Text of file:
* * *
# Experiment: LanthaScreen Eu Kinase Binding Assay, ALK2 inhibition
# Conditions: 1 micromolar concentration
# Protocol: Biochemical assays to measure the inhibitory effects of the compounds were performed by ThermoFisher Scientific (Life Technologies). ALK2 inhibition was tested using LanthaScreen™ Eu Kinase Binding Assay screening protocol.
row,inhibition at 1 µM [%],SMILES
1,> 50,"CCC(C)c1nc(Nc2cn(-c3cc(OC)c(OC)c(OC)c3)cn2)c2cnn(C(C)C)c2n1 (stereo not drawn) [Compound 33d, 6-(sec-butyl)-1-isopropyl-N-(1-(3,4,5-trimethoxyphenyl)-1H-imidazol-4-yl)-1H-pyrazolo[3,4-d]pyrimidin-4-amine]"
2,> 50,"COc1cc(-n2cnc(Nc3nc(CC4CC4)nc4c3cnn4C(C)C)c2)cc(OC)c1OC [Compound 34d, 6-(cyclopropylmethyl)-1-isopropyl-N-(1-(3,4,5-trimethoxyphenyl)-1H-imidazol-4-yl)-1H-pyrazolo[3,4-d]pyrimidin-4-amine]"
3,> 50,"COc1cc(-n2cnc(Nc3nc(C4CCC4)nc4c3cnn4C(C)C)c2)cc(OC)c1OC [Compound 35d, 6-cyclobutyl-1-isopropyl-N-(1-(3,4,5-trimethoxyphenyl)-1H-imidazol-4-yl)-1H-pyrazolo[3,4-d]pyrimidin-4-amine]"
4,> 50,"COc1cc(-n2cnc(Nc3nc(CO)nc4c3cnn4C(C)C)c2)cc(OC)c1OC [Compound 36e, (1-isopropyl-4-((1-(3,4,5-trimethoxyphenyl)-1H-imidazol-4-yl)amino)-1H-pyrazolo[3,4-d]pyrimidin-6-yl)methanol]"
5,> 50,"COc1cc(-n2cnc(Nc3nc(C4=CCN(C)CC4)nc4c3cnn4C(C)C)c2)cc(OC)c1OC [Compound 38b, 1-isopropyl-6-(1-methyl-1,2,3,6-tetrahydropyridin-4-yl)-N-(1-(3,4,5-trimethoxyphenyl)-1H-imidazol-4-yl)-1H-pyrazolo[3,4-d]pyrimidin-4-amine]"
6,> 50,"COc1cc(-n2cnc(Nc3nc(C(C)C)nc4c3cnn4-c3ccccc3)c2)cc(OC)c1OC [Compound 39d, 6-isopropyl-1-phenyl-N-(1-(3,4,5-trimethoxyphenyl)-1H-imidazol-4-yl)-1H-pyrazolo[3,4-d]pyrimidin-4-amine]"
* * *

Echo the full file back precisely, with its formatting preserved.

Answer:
# Experiment: LanthaScreen Eu Kinase Binding Assay, ALK2 inhibition
# Conditions: 1 micromolar concentration
# Protocol: Biochemical assays to measure the inhibitory effects of the compounds were performed by ThermoFisher Scientific (Life Technologies). ALK2 inhibition was tested using LanthaScreen™ Eu Kinase Binding Assay screening protocol.
row,inhibition at 1 µM [%],SMILES
1,> 50,"CCC(C)c1nc(Nc2cn(-c3cc(OC)c(OC)c(OC)c3)cn2)c2cnn(C(C)C)c2n1 (stereo not drawn) [Compound 33d, 6-(sec-butyl)-1-isopropyl-N-(1-(3,4,5-trimethoxyphenyl)-1H-imidazol-4-yl)-1H-pyrazolo[3,4-d]pyrimidin-4-amine]"
2,> 50,"COc1cc(-n2cnc(Nc3nc(CC4CC4)nc4c3cnn4C(C)C)c2)cc(OC)c1OC [Compound 34d, 6-(cyclopropylmethyl)-1-isopropyl-N-(1-(3,4,5-trimethoxyphenyl)-1H-imidazol-4-yl)-1H-pyrazolo[3,4-d]pyrimidin-4-amine]"
3,> 50,"COc1cc(-n2cnc(Nc3nc(C4CCC4)nc4c3cnn4C(C)C)c2)cc(OC)c1OC [Compound 35d, 6-cyclobutyl-1-isopropyl-N-(1-(3,4,5-trimethoxyphenyl)-1H-imidazol-4-yl)-1H-pyrazolo[3,4-d]pyrimidin-4-amine]"
4,> 50,"COc1cc(-n2cnc(Nc3nc(CO)nc4c3cnn4C(C)C)c2)cc(OC)c1OC [Compound 36e, (1-isopropyl-4-((1-(3,4,5-trimethoxyphenyl)-1H-imidazol-4-yl)amino)-1H-pyrazolo[3,4-d]pyrimidin-6-yl)methanol]"
5,> 50,"COc1cc(-n2cnc(Nc3nc(C4=CCN(C)CC4)nc4c3cnn4C(C)C)c2)cc(OC)c1OC [Compound 38b, 1-isopropyl-6-(1-methyl-1,2,3,6-tetrahydropyridin-4-yl)-N-(1-(3,4,5-trimethoxyphenyl)-1H-imidazol-4-yl)-1H-pyrazolo[3,4-d]pyrimidin-4-amine]"
6,> 50,"COc1cc(-n2cnc(Nc3nc(C(C)C)nc4c3cnn4-c3ccccc3)c2)cc(OC)c1OC [Compound 39d, 6-isopropyl-1-phenyl-N-(1-(3,4,5-trimethoxyphenyl)-1H-imidazol-4-yl)-1H-pyrazolo[3,4-d]pyrimidin-4-amine]"